In FY20, Jabil generated $1.3 billion of operating cash flow, much of which was used for maintenance capital expenditures ($921 million in FY20). Historically, Jabil generates significant free cash flow — $460.9 million, $503.1 million, and $247.5 million in FY20, FY19, and FY18, respectively.
Jabil’s EPS results have continually grown over the last year. Over the last 21 quarters, Jabil has exceeded earnings estimates 20 times (2Q of last year was the lone miss).
The Primary Strengths
Portfolio diversification. Jabil has a diverse portfolio of products across multiple product lines. This diversification bodes well for the company’s growth potential — especially in budding industries like 5G, and cloud computing. Likewise, Jabil as a whole should remain resilient to any individual market headwinds.
Healthcare growth. In 2018, Jabil and Johnson & Johnson agreed to a strategic partnership; Jabil acquired select J&J facilities, implanting itself in the medical devices space. On the company’s Q3 earnings call, management expressed that Healthcare is performing above plan. Here’s a good analysis of the transaction.
Liquidity. Jabil has ample liquidity — $1.2 billion of cash and cash equivalents as well as $3.2 billion of unused capacity under its revolving credit loans (which are like massive credit cards for businesses). Also, the company generates strong levels of free cash flow ($460.9 million in FY20), which indicates that its operations are healthy and it has plenty of capital to fund additional projects, acquisitions, etc.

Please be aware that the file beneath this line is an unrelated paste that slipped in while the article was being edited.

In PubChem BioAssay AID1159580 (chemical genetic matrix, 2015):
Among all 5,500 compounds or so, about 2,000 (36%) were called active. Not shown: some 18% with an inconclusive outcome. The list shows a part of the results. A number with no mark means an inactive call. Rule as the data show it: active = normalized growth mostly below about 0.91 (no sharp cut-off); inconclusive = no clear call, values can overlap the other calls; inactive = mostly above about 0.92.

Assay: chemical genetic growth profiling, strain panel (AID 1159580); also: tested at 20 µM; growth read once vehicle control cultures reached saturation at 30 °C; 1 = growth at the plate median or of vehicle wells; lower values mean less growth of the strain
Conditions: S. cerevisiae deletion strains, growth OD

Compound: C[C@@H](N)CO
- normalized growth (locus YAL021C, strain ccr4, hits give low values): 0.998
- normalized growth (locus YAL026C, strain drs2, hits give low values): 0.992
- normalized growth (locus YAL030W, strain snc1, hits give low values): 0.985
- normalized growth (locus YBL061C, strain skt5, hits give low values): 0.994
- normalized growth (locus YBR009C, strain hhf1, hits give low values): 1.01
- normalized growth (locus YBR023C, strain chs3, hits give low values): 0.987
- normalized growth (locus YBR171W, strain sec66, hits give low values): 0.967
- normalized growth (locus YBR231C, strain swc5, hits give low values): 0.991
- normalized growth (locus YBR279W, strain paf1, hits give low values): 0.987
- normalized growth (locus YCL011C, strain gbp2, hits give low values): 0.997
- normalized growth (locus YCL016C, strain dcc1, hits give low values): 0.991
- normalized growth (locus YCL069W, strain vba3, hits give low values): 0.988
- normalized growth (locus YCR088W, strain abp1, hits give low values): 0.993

The Primary Risks
COVID-19 fallout & supply chain susceptibility. As a worldwide manufacturer, Jabil’s financial success is directly tied to its supply chain efficiency. Any disruptions have an adverse domino effect all the way to the company’s bottom line. Since Jabil has tight profit margins, any major disruption would significantly impact the company’s earnings. During the COVID-19 pandemic, the company has faced headwinds in this regard, including difficulty sourcing materials to fulfill production and difficulties transporting completed products to end customers. Reduced factory utilization and slowed inventory turnover also led to increased costs.
Customer concentration. In FY20, two of Jabil’s customers accounted for 31% of the company’s net revenue: Apple (20%) and Amazon (11%). Those figures are quite staggering when you consider we’re talking about multiple billions of dollars (Apple: $5.9 billion; Amazon: $3.25 billion). However, the company has made marked improvements in this area, as Apple by itself represented 28% of total net revenue in FY18.
Tight margins. Jabil’s operating margin over the last four fiscal years has been 2.3% on average. That’s before taxes and interest. Since Jabil is a turnkey manufacturer with an expansive supply chain, tight margins aren’t a surprise. However, under the theme of needing supply chain resilience, the company’s profitability will be hampered by any business disruptions.
The Street’s Opinion
JBL registers an “Overweight” consensus rating thanks to seven “Buys” and three “Holds.” JBL’s average price target implies a 17.2% upside, while the lowest price target suggests that JBL has peaked for the time being.
Bullish or Bearish?
We’re bullish on Jabil for the following reasons:
Jabil operates in a variety of sustainable spaces with recurring growth potential (e.g. 5G, healthcare tech, cloud, etc.). The need for electronic devices isn’t going to disappear any time soon.
Despite facing arguably one of the biggest supply chain hurdles possible (the pandemic), the company still increased revenue and generated a profit.
Although its customer concentration is high, its main two customers are two of the world’s largest companies (Amazon and Apple).
Valuation metrics indicate it’s still undervalued, despite its 52-week performance.
These reports are free.
You know what else is free?
Subscribing to this newsletter.